Key Plot Points
Agamemnon and Achilles Argue (Book 1): The Achaean commander Agamemnon is forced to give up his war prize, the woman Chryseis, for the sake of the Achaean army. He claims the woman Briseis from Achilles in retaliation, insulting Achilles’s honor as a warrior. Achilles refuses to continue fighting for the Achaeans. Achilles’s mother, the goddess Thetis, petitions Zeus (Jove in the Roman), the ruler of the gods, to grant victories to the Trojans until the Achaean commanders should regret the loss of Achilles from the field.
Menelaus and Paris Fight (Book 3): The Trojan and Achaean armies meet on the battlefield. Paris (Alexandrus in the Roman) steps forward as a champion for Troy, and Helen’s husband Menelaus offers to oppose him. Hector offers terms of peace according to the outcome of their single combat, but the goddess Aphrodite (Venus in the Roman) intervenes and protects Paris, returning him to safety within the city and ensuring the continuation of the conflict.
Hector and Ajax Fight (Book 7): Hector offers himself as the Trojan champion, and Telemonian Ajax (or Ajax the Greater) wins a draw of lots to serve as the Achaean champion. The two are evenly matched, and their combat is ended with the fall of night. The two exchange gifts, and the armies agree to rest from fighting and take time to properly care for their dead.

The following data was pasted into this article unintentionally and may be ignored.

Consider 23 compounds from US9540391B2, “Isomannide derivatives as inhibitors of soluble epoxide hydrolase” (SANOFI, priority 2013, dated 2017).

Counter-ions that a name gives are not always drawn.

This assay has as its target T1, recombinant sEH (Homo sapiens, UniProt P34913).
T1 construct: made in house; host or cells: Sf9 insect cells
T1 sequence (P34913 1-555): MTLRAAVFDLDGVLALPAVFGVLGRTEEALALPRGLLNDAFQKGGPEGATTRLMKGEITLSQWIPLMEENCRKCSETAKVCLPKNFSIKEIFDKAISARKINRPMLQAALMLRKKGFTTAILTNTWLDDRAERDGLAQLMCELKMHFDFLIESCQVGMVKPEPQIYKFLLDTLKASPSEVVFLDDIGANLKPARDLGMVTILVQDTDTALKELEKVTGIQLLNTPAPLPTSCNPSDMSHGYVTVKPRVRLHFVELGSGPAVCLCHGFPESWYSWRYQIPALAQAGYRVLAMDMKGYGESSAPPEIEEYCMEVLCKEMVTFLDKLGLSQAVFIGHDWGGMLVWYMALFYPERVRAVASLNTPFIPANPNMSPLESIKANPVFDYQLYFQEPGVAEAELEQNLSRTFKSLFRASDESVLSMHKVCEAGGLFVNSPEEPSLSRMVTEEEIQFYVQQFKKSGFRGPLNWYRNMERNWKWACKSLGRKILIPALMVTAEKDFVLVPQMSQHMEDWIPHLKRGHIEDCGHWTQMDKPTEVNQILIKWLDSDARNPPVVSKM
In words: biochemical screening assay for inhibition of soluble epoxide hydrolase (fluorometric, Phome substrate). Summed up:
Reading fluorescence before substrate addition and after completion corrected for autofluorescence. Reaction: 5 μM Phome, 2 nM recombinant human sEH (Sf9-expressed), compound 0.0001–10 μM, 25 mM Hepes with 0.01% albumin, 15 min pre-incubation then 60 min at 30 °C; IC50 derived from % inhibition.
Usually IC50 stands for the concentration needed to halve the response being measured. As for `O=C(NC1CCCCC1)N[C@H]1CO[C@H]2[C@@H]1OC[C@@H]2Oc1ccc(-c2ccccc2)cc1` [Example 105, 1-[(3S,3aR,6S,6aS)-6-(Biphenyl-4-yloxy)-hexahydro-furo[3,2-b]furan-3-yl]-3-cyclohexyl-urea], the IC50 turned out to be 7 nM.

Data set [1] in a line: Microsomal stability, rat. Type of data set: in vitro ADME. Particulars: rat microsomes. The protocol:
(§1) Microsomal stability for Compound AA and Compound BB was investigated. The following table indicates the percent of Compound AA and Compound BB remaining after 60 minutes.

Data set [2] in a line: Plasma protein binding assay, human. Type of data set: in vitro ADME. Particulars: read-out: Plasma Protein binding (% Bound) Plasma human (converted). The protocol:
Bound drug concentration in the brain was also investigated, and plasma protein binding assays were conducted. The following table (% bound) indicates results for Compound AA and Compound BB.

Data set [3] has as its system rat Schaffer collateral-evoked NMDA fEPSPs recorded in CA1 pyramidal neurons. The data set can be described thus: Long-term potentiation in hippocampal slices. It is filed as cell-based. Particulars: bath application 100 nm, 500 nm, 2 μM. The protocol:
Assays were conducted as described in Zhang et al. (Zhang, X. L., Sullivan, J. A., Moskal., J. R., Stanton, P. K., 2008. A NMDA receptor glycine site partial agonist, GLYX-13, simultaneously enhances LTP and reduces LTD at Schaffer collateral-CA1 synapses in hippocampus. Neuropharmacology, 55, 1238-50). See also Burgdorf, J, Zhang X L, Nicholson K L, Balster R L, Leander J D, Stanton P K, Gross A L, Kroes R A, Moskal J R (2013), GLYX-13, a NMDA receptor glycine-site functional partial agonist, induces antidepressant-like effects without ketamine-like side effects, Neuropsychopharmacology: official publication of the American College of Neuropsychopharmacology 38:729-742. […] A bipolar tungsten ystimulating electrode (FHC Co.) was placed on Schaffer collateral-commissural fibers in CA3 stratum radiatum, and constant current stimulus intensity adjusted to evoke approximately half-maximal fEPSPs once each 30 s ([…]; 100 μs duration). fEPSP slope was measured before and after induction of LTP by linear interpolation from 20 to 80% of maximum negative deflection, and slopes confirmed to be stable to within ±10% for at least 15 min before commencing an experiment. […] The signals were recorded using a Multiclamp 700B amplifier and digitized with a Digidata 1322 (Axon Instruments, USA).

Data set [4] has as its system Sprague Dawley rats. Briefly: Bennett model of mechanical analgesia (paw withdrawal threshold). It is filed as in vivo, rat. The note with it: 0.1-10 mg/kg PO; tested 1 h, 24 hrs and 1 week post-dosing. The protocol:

The Embassy to Achilles (Book 9): Disheartened by heavy losses, Agamemnon sends an envoy to entreat Achilles to return to the battle. Achilles receives his former comrades with respect, but he rejects their offers of gifts and apologies from Agamemnon. His pride is wounded, his personal glory compromised, and he tells the envoy that he has no personal quarrel with Troy and intends to leave with his army in the morning.
Hector Penetrates the Achaean Camp (Book 12): Hector and the Trojans penetrate the Achaean defenses, gaining access to their ships and revealing just how desperate the Achaean army is without Achilles. Before the successful charge, Hector discounts a potential omen, an eagle dropping a snake after being bitten by it. While his comrades show concern and uncertainty, Hector chooses to trust in an earlier message from Jove that he will reach the ships before nightfall.
(The entire section is 773 words.)